It was another silver-spotted skipper, apparently hanging by its proboscis. How did that happen? As I bent down to look, I noticed something on the underside of the ironweed flower – a small insect – a jagged ambush bug, genus Phymata. This is one of the sit-and-wait predators often seen lurking on flowers, waiting for an unsuspecting pollinator to get too close. Most predators of this sort are camouflaged to help conceal them while they wait. This one appears to look more like the developing seeds in the flower to the right in this picture, than the bright purple of the flower itself, so I am guessing it waited on the underside and grabbed the much larger skipper when it landed. I gently touched this tiny tiger to get it to move up for a better look.

Jagged ambush bug close up

Jagged ambush bug close up

Ambush bugs are stout-bodied predators with enlarged, raptorial front legs, somewhat resembling those of a praying mantis. They look like some sort of alien tank out of a science fiction movie to me.

Jagged ambush bug beak

Powerful beak of an ambush bug can be seen here tucked under its head

When a prey gets close enough, they lash out and grab it with those legs and stab it with their powerful beak, injecting toxic saliva with digestive enzymes. As the insides of their prey dissolve, the ambush bug sucks up the nutrients, leaving an empty shell of its victim behind. I am guessing this skipper had just settled in for a nice sip of nectar when terror struck, leaving its proboscis stuck down in a flower tube which led to the scene I discovered.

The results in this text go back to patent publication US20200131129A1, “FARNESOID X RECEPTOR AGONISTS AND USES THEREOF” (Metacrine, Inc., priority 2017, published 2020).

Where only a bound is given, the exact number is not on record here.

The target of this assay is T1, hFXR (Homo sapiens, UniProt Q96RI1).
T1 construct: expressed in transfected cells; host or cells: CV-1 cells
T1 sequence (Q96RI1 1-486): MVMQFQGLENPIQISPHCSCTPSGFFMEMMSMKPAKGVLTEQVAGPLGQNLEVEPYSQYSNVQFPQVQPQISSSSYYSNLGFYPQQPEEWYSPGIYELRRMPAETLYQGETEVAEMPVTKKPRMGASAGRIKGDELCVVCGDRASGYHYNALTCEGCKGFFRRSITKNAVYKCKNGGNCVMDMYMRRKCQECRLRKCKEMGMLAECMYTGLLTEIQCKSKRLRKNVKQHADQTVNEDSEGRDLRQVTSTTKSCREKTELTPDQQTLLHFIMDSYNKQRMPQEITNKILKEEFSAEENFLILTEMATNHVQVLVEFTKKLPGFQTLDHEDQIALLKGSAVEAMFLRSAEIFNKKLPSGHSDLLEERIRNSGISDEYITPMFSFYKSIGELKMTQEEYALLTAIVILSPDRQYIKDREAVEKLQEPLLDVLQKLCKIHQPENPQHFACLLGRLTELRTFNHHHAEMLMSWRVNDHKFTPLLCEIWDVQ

Ambush Bug

Jagged ambush bug

The bug soon walked out onto the stem for an better view, so I snapped a few more images, When I looked at them on my laptop this morning, I noticed something else…

Hitchhiker on ambush bug

Another insect hitching a ride on the ambush bug

During the entire sequence of shots of the ambush bug, it had another insect (or perhaps an insect larva) crawling around its body. Was it a harmless hitchhiker, or some parasite? A quick web search showed another image of an ambush bug with what looks like a small lacewing larva hitching a ride, and my somewhat fuzzy image looks similar. Coincidence or collaboration? I guess I will try to find this little guy again next week and see if I can get a better image of the hitchhiker for identification and clarification of this mystery.

 

 

Baby Spiders

Once you begin watching spiders, you haven’t time for much else.

~E.B. White

I have been raising some tulip-tree silk moth larvae at home and at work which has necessitated the periodic collecting of small branches of tulip poplar. Last week, when I cut one and brought it in I noticed one of my favorite spiders sitting on the underside of one of the leaves.

Magnolia Green Jumper female

Magnolia green jumper looking up at the camera (click photos to enlarge)

It was a female magnolia green jumper. I recently did a post about the males of this species when I found a couple on some pawpaw trees at the house. But this was a female (distinguished by the lack of swellings near the tips of her pedipalps) and she was apparently guarding something very precious…

Magnolia green jumper eggs

Eggs of a magnolia green jumper

…a cluster of eggs in a loosely spun silken case on the underside of a tulip poplar leaf. They did not resemble the usual spider egg case, which tends to be enclosed in a globular silken egg sac. These were loosely dispersed beneath a sheet of silk as individual eggs. I checked online just to make sure and found some other images that confirmed these were indeed her eggs. Since I had already cut the branch, I decided to keep them and watch what happened.